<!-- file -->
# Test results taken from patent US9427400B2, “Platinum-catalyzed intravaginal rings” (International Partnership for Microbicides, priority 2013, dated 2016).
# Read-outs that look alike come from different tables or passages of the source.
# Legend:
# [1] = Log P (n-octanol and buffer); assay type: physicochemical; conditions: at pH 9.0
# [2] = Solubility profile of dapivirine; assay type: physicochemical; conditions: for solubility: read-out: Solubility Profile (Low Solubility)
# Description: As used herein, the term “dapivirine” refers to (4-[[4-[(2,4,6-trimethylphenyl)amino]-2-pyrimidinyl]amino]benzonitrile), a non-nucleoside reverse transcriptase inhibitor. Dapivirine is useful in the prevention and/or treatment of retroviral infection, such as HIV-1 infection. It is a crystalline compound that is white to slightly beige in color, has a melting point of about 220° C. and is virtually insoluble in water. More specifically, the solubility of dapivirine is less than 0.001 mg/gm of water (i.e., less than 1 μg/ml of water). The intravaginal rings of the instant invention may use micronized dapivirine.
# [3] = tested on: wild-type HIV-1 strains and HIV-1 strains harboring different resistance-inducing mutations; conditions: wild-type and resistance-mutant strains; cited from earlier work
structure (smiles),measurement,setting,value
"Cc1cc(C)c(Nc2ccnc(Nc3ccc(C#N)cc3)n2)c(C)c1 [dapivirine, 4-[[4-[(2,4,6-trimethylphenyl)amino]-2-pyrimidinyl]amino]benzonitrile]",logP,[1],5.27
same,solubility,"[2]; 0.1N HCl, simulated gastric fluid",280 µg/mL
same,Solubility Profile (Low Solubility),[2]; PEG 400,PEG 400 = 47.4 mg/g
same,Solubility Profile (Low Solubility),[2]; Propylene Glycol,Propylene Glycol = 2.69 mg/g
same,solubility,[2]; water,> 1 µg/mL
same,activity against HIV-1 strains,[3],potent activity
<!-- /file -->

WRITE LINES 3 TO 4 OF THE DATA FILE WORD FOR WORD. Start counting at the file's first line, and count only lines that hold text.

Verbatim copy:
# Legend:
# [1] = Log P (n-octanol and buffer); assay type: physicochemical; conditions: at pH 9.0